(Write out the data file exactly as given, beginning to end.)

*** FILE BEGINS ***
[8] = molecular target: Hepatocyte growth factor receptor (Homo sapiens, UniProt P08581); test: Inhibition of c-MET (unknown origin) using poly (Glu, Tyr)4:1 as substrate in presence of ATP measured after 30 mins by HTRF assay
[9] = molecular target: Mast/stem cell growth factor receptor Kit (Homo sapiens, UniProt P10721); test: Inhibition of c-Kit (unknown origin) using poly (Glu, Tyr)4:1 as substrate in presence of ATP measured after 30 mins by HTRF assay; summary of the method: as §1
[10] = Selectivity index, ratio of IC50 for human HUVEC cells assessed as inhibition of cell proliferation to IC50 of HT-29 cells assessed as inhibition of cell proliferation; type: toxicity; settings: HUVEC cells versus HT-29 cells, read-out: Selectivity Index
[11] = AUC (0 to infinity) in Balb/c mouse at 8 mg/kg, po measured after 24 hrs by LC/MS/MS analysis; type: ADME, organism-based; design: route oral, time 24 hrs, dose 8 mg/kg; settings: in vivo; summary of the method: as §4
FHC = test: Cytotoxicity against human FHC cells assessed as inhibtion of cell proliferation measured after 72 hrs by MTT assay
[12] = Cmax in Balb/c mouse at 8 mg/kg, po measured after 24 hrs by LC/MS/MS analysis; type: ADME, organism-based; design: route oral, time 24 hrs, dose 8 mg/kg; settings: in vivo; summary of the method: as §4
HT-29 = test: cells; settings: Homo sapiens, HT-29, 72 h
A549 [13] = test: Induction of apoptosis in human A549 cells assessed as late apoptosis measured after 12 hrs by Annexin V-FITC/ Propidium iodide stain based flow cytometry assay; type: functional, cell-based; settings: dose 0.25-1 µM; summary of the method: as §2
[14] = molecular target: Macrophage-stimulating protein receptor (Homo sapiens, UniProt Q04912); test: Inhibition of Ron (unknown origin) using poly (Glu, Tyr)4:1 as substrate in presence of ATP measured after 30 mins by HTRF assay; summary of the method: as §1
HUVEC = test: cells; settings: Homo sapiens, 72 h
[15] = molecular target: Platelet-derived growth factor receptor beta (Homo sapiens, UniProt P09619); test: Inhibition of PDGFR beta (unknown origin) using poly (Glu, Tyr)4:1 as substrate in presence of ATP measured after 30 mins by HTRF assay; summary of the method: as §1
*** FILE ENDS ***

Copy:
[8] = molecular target: Hepatocyte growth factor receptor (Homo sapiens, UniProt P08581); test: Inhibition of c-MET (unknown origin) using poly (Glu, Tyr)4:1 as substrate in presence of ATP measured after 30 mins by HTRF assay
[9] = molecular target: Mast/stem cell growth factor receptor Kit (Homo sapiens, UniProt P10721); test: Inhibition of c-Kit (unknown origin) using poly (Glu, Tyr)4:1 as substrate in presence of ATP measured after 30 mins by HTRF assay; summary of the method: as §1
[10] = Selectivity index, ratio of IC50 for human HUVEC cells assessed as inhibition of cell proliferation to IC50 of HT-29 cells assessed as inhibition of cell proliferation; type: toxicity; settings: HUVEC cells versus HT-29 cells, read-out: Selectivity Index
[11] = AUC (0 to infinity) in Balb/c mouse at 8 mg/kg, po measured after 24 hrs by LC/MS/MS analysis; type: ADME, organism-based; design: route oral, time 24 hrs, dose 8 mg/kg; settings: in vivo; summary of the method: as §4
FHC = test: Cytotoxicity against human FHC cells assessed as inhibtion of cell proliferation measured after 72 hrs by MTT assay
[12] = Cmax in Balb/c mouse at 8 mg/kg, po measured after 24 hrs by LC/MS/MS analysis; type: ADME, organism-based; design: route oral, time 24 hrs, dose 8 mg/kg; settings: in vivo; summary of the method: as §4
HT-29 = test: cells; settings: Homo sapiens, HT-29, 72 h
A549 [13] = test: Induction of apoptosis in human A549 cells assessed as late apoptosis measured after 12 hrs by Annexin V-FITC/ Propidium iodide stain based flow cytometry assay; type: functional, cell-based; settings: dose 0.25-1 µM; summary of the method: as §2
[14] = molecular target: Macrophage-stimulating protein receptor (Homo sapiens, UniProt Q04912); test: Inhibition of Ron (unknown origin) using poly (Glu, Tyr)4:1 as substrate in presence of ATP measured after 30 mins by HTRF assay; summary of the method: as §1
HUVEC = test: cells; settings: Homo sapiens, 72 h
[15] = molecular target: Platelet-derived growth factor receptor beta (Homo sapiens, UniProt P09619); test: Inhibition of PDGFR beta (unknown origin) using poly (Glu, Tyr)4:1 as substrate in presence of ATP measured after 30 mins by HTRF assay; summary of the method: as §1